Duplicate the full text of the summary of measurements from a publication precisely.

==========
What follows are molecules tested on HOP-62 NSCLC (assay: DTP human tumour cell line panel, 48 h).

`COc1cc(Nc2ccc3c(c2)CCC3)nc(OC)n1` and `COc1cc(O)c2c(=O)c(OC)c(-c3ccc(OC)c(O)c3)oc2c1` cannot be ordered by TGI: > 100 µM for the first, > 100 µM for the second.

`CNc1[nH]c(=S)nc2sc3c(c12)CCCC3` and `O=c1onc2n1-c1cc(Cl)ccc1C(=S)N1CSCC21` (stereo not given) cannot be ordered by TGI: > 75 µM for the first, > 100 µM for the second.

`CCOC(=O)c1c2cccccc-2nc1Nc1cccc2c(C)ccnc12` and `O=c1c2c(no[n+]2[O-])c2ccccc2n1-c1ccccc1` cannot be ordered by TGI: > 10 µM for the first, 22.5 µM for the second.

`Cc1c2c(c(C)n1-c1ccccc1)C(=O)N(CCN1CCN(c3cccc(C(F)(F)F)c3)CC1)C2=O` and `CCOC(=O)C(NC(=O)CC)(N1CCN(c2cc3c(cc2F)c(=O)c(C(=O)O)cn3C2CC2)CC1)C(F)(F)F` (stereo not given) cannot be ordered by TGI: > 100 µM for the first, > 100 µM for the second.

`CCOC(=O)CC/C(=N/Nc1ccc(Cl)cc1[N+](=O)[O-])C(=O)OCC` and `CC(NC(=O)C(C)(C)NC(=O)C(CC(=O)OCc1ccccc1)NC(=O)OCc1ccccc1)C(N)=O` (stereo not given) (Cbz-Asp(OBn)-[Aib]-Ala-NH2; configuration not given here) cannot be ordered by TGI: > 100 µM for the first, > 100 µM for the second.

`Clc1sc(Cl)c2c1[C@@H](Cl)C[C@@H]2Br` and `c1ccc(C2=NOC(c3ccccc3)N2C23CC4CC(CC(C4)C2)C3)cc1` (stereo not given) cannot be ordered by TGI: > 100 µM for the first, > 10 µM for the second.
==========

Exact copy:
What follows are molecules tested on HOP-62 NSCLC (assay: DTP human tumour cell line panel, 48 h).

`COc1cc(Nc2ccc3c(c2)CCC3)nc(OC)n1` and `COc1cc(O)c2c(=O)c(OC)c(-c3ccc(OC)c(O)c3)oc2c1` cannot be ordered by TGI: > 100 µM for the first, > 100 µM for the second.

`CNc1[nH]c(=S)nc2sc3c(c12)CCCC3` and `O=c1onc2n1-c1cc(Cl)ccc1C(=S)N1CSCC21` (stereo not given) cannot be ordered by TGI: > 75 µM for the first, > 100 µM for the second.

`CCOC(=O)c1c2cccccc-2nc1Nc1cccc2c(C)ccnc12` and `O=c1c2c(no[n+]2[O-])c2ccccc2n1-c1ccccc1` cannot be ordered by TGI: > 10 µM for the first, 22.5 µM for the second.

`Cc1c2c(c(C)n1-c1ccccc1)C(=O)N(CCN1CCN(c3cccc(C(F)(F)F)c3)CC1)C2=O` and `CCOC(=O)C(NC(=O)CC)(N1CCN(c2cc3c(cc2F)c(=O)c(C(=O)O)cn3C2CC2)CC1)C(F)(F)F` (stereo not given) cannot be ordered by TGI: > 100 µM for the first, > 100 µM for the second.

`CCOC(=O)CC/C(=N/Nc1ccc(Cl)cc1[N+](=O)[O-])C(=O)OCC` and `CC(NC(=O)C(C)(C)NC(=O)C(CC(=O)OCc1ccccc1)NC(=O)OCc1ccccc1)C(N)=O` (stereo not given) (Cbz-Asp(OBn)-[Aib]-Ala-NH2; configuration not given here) cannot be ordered by TGI: > 100 µM for the first, > 100 µM for the second.

`Clc1sc(Cl)c2c1[C@@H](Cl)C[C@@H]2Br` and `c1ccc(C2=NOC(c3ccccc3)N2C23CC4CC(CC(C4)C2)C3)cc1` (stereo not given) cannot be ordered by TGI: > 100 µM for the first, > 10 µM for the second.